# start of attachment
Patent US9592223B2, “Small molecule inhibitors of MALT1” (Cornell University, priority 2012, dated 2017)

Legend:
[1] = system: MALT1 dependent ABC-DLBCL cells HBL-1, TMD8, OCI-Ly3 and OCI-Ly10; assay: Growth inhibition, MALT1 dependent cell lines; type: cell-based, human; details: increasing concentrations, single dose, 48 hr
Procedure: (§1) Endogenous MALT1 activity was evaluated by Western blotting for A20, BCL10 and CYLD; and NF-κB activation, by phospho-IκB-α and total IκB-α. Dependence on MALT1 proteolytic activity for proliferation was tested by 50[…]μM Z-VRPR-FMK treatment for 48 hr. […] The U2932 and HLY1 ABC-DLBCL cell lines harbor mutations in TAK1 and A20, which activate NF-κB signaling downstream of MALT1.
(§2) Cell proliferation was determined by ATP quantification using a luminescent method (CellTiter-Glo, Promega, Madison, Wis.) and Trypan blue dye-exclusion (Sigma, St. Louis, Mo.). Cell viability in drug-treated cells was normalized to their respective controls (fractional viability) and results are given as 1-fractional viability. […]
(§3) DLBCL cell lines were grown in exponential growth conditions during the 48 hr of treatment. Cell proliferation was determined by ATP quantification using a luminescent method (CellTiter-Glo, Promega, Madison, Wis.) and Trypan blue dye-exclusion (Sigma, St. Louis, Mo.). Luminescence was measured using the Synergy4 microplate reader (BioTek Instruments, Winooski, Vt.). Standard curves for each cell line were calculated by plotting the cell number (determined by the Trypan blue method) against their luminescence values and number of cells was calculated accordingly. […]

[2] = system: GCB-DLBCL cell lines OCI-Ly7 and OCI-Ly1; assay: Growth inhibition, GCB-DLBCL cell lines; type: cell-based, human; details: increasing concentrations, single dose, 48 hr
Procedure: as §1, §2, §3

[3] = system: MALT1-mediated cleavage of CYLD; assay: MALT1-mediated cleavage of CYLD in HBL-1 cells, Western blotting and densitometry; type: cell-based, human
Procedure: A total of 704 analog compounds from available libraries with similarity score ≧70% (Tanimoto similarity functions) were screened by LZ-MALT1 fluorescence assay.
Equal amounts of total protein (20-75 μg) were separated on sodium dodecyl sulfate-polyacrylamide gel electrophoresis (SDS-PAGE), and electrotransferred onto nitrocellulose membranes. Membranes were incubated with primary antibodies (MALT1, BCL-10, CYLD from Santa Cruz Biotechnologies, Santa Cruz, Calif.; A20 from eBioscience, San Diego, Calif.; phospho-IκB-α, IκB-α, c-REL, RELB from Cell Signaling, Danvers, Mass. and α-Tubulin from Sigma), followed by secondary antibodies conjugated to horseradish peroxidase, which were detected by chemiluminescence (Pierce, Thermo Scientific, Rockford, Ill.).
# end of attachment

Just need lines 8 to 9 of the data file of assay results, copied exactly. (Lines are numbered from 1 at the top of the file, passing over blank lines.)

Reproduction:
Procedure: as §1, §2, §3

[3] = system: MALT1-mediated cleavage of CYLD; assay: MALT1-mediated cleavage of CYLD in HBL-1 cells, Western blotting and densitometry; type: cell-based, human